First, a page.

Reggie Msomi formed and led the Hollywood Jazz Band in 1962. He wrote scores of hits for big stars, including Miriam Makeba. One of his bands' own hits that has endured in current compilations is "Midnight Ska", a great sixties ska number which can be downloaded here. In the early seventies Msomi was also band leader of the Flying Jazz Queens, a popular Mbaqanga group.
From the back cover:
“Reggie was born at Frankland KwaQwabe the Ngunis, along the South Coast, Port Shepstone, Natal. He grew up like all other African Boys, first herded cattle then went to school. He started his music career at an early age, when he made his own guitar with a gallon tin a wooden handle and three ordinary wire strings. He was only ten years of age when he was playing his hand-made guitar, entertaining beer-drinking older men. In 1953 Reggie left Natal for Johannesburg seeking work in the gold mines as a male nurse in the mine hospital.
“He bought himself an electric guitar whilst employed by the mines. After a year’s service he left the mines and worked for the Turf Club as a groom boy. There he played for the people of Magaba Njegabane.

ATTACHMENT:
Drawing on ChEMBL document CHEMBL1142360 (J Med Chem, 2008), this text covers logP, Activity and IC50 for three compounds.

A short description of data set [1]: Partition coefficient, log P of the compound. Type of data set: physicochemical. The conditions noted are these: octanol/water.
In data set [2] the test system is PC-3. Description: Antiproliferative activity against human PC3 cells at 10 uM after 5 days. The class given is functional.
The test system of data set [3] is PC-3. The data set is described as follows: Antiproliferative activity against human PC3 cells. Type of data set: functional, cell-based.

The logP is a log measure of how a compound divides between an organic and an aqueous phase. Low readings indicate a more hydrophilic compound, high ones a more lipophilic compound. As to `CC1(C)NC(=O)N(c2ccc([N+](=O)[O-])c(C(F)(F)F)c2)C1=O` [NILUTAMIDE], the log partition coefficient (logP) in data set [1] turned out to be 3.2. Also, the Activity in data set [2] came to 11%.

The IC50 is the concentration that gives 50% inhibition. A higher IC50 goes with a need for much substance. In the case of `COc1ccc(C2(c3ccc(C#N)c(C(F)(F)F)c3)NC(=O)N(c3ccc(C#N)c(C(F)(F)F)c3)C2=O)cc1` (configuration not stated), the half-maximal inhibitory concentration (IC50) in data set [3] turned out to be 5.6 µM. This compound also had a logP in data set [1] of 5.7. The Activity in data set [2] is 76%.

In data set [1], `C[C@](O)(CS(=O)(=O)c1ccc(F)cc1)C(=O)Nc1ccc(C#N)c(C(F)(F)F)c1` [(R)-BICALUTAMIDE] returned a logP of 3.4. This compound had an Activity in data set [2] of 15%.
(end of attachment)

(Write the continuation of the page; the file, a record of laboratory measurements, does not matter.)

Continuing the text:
“The following year he joined a recording company known as RCA where he met people like Chuks Chukudu, bass player; Stanford Tsiu, guitarist; Christopher Songxaka on tenor saxophone. Later he joined Gallo Africa where he made best-selling records composed by himself, some of them he recorded with famous stars like Miriam Makeba, Manhattan Brothers, Lemmy Special Mabaso; The Sky Larks and the late Spokes Mashiyane.
“Most of the songs played by Spokes were composed by Reggie who also played a guitar. They were then under talent scout, the late Sam Alcock. In 1960 Reggie was now playing a saxophone. He then recorded a song titled “Dinner Time Twist” which he composed. In 1962 he was appointed as a talent scount for Gallo Africa. During the same year he formed his own band known as the “Hollywood Jazz Band” which took part in the Batfire Trade Fair in South Africa. In 1965 he toured Rhodesia and Zambia with his band. In 1966 he joined Mr R. Bobpape together with the Mahotella Queens and Makgona Tsohle Band.
“Between 1970 and 1974 he was on his own doing his works at his house until he recorded an album entitled “Bump to Bump”. Through thick and thin he is taking us to the heart of Africa with this fantastic album.”